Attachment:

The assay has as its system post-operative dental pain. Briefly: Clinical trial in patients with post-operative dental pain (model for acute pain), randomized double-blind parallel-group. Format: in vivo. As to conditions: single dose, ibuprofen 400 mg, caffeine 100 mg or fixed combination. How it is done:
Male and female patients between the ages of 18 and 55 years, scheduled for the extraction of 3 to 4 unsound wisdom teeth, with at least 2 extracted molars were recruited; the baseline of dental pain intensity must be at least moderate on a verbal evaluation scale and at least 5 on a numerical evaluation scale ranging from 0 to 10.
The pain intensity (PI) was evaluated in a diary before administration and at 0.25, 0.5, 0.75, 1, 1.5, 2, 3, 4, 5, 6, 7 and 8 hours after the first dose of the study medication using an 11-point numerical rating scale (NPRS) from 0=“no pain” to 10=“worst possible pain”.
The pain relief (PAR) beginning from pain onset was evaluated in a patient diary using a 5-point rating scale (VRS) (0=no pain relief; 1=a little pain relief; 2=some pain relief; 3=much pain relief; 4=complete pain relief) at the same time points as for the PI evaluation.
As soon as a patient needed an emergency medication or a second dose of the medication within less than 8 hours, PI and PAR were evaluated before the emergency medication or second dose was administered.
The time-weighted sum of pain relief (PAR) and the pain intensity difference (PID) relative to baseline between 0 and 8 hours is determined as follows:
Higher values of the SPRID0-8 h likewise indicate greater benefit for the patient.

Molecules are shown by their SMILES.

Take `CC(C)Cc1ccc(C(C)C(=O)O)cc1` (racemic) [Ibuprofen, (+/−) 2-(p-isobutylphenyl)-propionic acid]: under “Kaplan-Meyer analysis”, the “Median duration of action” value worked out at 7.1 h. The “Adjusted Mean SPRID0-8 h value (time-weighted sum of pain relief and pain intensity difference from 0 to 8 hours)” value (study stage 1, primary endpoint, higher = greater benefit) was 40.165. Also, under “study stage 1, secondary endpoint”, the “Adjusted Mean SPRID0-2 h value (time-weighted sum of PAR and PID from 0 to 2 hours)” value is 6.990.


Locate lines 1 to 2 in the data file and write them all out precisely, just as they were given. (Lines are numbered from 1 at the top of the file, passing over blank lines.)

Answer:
The assay has as its system post-operative dental pain. Briefly: Clinical trial in patients with post-operative dental pain (model for acute pain), randomized double-blind parallel-group. Format: in vivo. As to conditions: single dose, ibuprofen 400 mg, caffeine 100 mg or fixed combination. How it is done:
Male and female patients between the ages of 18 and 55 years, scheduled for the extraction of 3 to 4 unsound wisdom teeth, with at least 2 extracted molars were recruited; the baseline of dental pain intensity must be at least moderate on a verbal evaluation scale and at least 5 on a numerical evaluation scale ranging from 0 to 10.